The #weneediversebooks movement has been a popular phenomenon on Twitter and among kidlit and YA bloggers this year. The idea is to encourage publishers and authors to write and market more and better literature for children and young adults that shows and features diversity in human beings. In other words, children want to read, or adults want them to be able to read, about the many cultures, racial groups, religious groups, ability groups, and others that make up the human race. Books, especially book characters, as a whole, should reflect the marvelous diversity that exists in the human family.
One question has been where does this movement for diversity intersect with speculative fiction? In particular, since I’m reading a ton of it for the Cybils, where do diversity in characters and cultures and middle grade speculative fiction intersect? Is it just about more people of color or more people with disabilities as characters in our fantasy and science fiction books? Or can diversity be approached in another way, a way that is particularly suited to speculative fiction?
In Horizon author Jenn Reese shows a world of diverse “humans”, a world in which, by the end of the book, most of the very different creatures with very different cultures an cultural expectations have learned to live together peacefully. (I could argue with the implication that if you simply get rid of the evil dictator, evil in the rest of the world will die a quick death, but I won’t go there.) Instead I want to just list some of the peoples that Reese includes in her fantasy world:
The Coral Kampii live under the ocean but near the shore and are given beautiful tails instead of legs at puberty. Their society is closed off, conservative, and isolationist.
Equians are intelligent horse-like people who live in the desert and worship the sun. Their primary values are honor and loyalty to the community, or herd.
The Deepfell live in the deeps of the ocean and are related to but also enemies of the Kampii. They have bodies that have adapted to the pressures of the ocean depths.
The Serpentii are a snakish people who also live in the desert, usually in caves. They have been long at war with the Equians and are by this time nearly extinct.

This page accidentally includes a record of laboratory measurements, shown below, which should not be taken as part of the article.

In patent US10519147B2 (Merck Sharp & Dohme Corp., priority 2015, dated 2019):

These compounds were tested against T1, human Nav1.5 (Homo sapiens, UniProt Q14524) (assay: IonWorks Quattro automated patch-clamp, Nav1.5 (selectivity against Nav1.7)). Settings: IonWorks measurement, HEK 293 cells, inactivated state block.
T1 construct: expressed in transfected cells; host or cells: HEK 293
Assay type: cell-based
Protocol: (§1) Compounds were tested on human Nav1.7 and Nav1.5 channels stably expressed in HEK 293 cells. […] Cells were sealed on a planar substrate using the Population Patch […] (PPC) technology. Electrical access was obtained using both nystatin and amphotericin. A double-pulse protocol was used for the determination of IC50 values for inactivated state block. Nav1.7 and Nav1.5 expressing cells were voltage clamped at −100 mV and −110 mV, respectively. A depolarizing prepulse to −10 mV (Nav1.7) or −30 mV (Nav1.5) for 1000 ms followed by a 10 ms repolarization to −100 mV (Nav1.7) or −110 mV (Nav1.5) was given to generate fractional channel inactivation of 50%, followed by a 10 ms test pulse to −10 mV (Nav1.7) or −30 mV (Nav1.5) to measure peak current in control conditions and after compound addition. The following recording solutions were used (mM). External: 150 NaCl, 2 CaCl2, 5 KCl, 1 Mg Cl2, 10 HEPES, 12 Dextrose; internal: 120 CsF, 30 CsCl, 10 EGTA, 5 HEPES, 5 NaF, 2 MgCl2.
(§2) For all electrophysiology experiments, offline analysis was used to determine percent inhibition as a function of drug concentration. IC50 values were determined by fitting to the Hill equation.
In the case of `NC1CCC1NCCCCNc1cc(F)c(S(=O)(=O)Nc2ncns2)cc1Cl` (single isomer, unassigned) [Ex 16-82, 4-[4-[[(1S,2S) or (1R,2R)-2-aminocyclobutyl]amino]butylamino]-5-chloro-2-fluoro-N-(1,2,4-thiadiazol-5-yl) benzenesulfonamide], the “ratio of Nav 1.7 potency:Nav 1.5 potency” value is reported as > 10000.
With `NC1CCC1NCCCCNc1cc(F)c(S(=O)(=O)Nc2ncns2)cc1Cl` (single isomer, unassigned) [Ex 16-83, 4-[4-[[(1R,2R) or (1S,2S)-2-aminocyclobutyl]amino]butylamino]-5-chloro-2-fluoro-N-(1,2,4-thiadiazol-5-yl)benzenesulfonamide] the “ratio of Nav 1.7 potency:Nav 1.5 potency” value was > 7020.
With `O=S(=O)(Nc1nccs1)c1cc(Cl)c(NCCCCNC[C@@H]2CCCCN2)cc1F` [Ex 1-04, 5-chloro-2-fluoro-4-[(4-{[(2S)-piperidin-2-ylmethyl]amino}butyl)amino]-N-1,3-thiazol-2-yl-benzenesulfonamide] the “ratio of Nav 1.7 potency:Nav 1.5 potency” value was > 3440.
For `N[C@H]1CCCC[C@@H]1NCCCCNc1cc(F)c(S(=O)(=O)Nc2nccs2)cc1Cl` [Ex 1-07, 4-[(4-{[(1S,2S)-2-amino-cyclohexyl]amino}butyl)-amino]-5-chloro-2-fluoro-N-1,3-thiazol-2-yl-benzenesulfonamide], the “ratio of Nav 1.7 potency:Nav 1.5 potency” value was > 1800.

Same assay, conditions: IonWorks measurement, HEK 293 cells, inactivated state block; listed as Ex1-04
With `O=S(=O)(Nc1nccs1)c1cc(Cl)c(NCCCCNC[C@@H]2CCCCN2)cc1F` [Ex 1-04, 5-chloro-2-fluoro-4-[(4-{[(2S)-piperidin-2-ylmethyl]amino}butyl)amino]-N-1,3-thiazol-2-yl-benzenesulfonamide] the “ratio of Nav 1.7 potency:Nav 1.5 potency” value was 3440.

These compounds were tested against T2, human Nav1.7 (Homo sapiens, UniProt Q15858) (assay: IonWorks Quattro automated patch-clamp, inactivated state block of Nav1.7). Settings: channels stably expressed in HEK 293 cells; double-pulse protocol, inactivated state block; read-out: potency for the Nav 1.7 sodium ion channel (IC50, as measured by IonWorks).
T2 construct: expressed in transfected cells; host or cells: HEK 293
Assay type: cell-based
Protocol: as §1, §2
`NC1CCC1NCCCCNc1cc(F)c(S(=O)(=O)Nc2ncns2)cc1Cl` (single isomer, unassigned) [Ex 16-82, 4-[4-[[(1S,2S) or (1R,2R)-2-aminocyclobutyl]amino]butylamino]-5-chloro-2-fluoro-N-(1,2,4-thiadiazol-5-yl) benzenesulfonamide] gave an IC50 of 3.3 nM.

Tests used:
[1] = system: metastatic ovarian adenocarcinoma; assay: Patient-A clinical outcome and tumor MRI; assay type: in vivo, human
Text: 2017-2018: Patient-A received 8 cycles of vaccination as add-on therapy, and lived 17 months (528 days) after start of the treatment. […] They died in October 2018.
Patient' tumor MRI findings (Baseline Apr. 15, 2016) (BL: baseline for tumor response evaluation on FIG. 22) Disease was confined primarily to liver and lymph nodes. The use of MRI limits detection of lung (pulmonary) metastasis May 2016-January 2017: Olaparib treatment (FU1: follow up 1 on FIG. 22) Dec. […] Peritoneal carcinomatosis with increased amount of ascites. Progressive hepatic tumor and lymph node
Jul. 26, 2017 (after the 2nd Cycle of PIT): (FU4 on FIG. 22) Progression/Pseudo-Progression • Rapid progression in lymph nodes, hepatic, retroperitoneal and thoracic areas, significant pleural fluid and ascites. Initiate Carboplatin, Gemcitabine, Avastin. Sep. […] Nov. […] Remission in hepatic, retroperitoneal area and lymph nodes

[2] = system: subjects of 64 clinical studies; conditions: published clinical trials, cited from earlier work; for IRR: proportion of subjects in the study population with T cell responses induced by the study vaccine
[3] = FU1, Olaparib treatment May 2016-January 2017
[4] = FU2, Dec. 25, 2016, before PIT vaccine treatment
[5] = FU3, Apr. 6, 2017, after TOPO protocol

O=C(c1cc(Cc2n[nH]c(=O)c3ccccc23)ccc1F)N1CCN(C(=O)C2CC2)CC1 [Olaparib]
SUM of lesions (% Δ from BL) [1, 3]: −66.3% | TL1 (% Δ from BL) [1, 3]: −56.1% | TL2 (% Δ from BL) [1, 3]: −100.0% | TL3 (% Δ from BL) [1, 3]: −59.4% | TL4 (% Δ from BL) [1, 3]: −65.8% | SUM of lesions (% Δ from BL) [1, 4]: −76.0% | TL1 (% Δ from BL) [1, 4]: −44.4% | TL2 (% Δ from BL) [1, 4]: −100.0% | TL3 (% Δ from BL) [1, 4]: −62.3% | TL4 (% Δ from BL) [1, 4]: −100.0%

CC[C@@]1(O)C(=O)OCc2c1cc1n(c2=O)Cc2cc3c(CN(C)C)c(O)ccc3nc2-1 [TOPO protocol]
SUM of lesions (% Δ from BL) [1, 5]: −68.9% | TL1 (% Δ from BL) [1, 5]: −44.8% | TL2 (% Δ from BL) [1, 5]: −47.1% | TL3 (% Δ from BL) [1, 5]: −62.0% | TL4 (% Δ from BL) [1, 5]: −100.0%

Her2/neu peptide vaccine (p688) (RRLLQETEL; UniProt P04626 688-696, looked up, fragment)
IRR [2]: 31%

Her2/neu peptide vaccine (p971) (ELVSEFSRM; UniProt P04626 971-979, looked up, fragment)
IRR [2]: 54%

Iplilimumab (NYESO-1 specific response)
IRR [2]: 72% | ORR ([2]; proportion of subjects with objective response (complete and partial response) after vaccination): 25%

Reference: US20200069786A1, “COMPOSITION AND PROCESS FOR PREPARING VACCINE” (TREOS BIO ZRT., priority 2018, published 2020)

The Aviars are bird-people with a rather militant and Spartan female-led culture.
Upgraders are technologically enhanced human-like cyborgs who seem to be the enemies of all of the other more human species in this world. Or are they?
So in Horizon these different groups work out their differences and some of them ally themselves together to fight the evil Karl Strand, a mad scientist dictator who wants to rule the world. Written like that, the plot may sound a little hokey, but it’s certainly not. The interactions between the different characters and between the different people groups are complicated, nuanced, and intriguing. Characters must overcome their prejudices, learn to accept their dissimilarities, and work together, capitalizing on the things that divide them and make them diverse, while also overcoming the things that handicap them. For instance, the main character, Aluna, is a Kampii with a tail (think mermaid) which is a disability when she is on land. However, her friend, Vachir, an Equian, carries Aluna, tail and all, into battle where she is able to use her other abilities to fight and win battles.
When we talk about “diverse books” or “diverse characters”, it’s not enough to ask only simple questions, although these are a start, especially when it comes to speculative fiction. Are there any people of color in the Above World books? I’m not sure skin color is ever mentioned, except for the Kampii’s colorful tails. Are any of the characters disabled? Well, in a way, they all are “differently abled”. The Kampii can’t walk. None of the people can fly, except the Aviars. The land peoples can’t live in the water, and the water peoples can’t live on land without technological aids. The Equians don’t talk in words, only whinnies. Are there diverse cultures? Of course, but they aren’t the cultures we know in our world, even though some of them resemble real cultural groups in our world.
Is speculative fiction, particularly this Above World trilogy, a good way for middle grade readers to explore diversity? Absolutely. I’ll leave you with a quote from the book in a scene in which the different characters are trying to build a city that will serve all of the world’s people groups:
“She pored over the city’s planning schematics every night. The ramps and elevators had been her idea, so every person could go every place, whether they had wings or tails or hooves or legs. Given enough time, she’d probably find a way to let the Aviars live underwater if they wanted.”
Now that’s an example of accommodating and celebrating diversity. #weneeddiversebooks
The first two books in this series were Above World and Mirage. I suggest reading the books in order.
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This book is also nominated for a Cybil Award, but the views expressed here are strictly my own and do not reflect or determine the judging panel’s opinions.